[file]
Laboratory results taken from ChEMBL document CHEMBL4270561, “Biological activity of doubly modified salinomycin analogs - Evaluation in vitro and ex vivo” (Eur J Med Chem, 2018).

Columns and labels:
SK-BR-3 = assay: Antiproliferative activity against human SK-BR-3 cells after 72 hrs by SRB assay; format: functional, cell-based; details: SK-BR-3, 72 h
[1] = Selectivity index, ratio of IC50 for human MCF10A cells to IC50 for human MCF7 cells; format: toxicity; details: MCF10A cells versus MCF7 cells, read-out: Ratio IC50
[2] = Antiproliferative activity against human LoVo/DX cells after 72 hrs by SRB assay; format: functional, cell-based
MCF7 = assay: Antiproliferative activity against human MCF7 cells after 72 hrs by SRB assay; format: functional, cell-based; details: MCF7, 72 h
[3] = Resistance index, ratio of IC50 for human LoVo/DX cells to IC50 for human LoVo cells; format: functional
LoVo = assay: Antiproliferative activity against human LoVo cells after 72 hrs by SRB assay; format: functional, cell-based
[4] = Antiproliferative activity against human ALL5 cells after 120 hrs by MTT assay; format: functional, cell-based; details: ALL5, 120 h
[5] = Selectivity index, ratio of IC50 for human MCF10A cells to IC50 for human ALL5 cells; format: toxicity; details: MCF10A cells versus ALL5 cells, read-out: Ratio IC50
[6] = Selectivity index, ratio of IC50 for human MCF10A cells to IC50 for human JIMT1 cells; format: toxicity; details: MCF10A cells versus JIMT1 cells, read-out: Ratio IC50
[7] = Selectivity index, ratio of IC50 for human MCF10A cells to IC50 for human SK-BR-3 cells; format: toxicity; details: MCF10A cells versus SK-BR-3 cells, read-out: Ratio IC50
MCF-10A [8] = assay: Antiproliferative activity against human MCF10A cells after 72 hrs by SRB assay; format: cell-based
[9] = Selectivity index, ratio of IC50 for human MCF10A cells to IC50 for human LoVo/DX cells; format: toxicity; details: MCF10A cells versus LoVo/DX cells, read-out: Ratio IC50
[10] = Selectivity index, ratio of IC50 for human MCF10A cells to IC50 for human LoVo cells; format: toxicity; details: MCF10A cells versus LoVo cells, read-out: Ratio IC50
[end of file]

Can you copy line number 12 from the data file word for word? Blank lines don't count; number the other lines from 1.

[7] = Selectivity index, ratio of IC50 for human MCF10A cells to IC50 for human SK-BR-3 cells; format: toxicity; details: MCF10A cells versus SK-BR-3 cells, read-out: Ratio IC50